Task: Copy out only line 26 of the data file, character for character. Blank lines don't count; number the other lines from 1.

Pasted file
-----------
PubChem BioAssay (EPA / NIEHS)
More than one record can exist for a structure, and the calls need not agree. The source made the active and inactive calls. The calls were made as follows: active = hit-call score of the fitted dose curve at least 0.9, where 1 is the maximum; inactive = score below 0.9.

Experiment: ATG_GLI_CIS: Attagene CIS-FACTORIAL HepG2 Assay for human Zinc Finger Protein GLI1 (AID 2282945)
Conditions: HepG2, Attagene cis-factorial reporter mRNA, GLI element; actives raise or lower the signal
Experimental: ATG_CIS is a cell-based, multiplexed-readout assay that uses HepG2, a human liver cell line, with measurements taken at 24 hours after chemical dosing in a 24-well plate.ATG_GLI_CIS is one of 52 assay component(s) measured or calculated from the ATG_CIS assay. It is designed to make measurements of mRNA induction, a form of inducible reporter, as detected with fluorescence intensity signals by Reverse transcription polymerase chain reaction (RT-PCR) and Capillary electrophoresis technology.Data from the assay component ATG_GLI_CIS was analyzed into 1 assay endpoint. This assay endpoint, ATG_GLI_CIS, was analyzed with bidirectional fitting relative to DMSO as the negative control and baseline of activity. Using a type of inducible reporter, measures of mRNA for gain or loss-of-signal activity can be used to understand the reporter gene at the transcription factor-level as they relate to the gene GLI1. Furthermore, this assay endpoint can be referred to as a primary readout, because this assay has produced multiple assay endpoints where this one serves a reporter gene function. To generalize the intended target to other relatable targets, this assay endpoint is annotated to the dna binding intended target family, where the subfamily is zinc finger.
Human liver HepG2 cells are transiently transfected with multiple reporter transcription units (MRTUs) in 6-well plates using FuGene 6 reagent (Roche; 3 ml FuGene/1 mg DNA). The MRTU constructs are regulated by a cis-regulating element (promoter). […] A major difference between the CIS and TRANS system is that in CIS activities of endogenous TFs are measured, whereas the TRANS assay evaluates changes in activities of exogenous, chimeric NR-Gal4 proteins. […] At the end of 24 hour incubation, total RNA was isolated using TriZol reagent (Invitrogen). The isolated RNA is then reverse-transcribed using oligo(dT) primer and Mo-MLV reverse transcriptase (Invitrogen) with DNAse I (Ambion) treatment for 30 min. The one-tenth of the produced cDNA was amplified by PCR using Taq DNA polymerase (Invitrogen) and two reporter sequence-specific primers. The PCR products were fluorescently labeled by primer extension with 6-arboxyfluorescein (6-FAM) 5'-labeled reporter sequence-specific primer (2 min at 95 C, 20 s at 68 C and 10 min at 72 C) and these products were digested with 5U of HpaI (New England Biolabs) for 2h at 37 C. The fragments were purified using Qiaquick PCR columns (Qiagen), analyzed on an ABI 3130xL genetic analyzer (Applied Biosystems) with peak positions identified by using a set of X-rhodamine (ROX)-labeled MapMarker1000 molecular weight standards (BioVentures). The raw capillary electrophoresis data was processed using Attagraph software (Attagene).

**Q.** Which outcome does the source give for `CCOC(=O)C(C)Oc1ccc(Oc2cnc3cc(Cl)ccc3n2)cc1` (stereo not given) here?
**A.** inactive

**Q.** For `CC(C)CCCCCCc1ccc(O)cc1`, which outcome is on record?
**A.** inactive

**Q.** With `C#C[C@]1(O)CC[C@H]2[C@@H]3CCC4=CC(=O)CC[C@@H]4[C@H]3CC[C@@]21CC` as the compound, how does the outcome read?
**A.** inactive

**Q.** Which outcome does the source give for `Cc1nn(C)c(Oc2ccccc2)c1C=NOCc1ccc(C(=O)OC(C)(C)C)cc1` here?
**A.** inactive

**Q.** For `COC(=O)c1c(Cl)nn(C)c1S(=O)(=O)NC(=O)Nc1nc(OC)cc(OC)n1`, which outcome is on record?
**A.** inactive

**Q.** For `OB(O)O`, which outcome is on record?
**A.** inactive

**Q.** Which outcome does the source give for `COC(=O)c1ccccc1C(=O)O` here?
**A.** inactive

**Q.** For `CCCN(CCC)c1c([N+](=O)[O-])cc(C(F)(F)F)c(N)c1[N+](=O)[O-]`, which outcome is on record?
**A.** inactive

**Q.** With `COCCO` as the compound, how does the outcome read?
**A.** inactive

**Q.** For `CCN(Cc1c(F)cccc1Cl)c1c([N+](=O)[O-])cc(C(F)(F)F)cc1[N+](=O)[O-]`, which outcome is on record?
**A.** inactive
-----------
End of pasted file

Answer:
**A.** inactive